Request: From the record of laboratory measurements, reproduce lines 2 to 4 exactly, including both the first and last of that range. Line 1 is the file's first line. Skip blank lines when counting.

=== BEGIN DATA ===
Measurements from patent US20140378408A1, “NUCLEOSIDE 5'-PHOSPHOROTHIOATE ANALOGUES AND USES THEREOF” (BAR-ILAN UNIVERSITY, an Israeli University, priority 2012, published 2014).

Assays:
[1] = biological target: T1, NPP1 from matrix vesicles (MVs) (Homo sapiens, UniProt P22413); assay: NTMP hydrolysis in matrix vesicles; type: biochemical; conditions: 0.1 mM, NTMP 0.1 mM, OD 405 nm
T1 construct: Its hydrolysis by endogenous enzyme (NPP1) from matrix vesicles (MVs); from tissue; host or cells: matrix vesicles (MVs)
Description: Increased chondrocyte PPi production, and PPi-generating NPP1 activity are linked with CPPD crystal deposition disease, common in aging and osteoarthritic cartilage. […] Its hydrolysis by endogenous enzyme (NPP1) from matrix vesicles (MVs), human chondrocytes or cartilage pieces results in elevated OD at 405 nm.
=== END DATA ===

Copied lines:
Assays:
[1] = biological target: T1, NPP1 from matrix vesicles (MVs) (Homo sapiens, UniProt P22413); assay: NTMP hydrolysis in matrix vesicles; type: biochemical; conditions: 0.1 mM, NTMP 0.1 mM, OD 405 nm
T1 construct: Its hydrolysis by endogenous enzyme (NPP1) from matrix vesicles (MVs); from tissue; host or cells: matrix vesicles (MVs)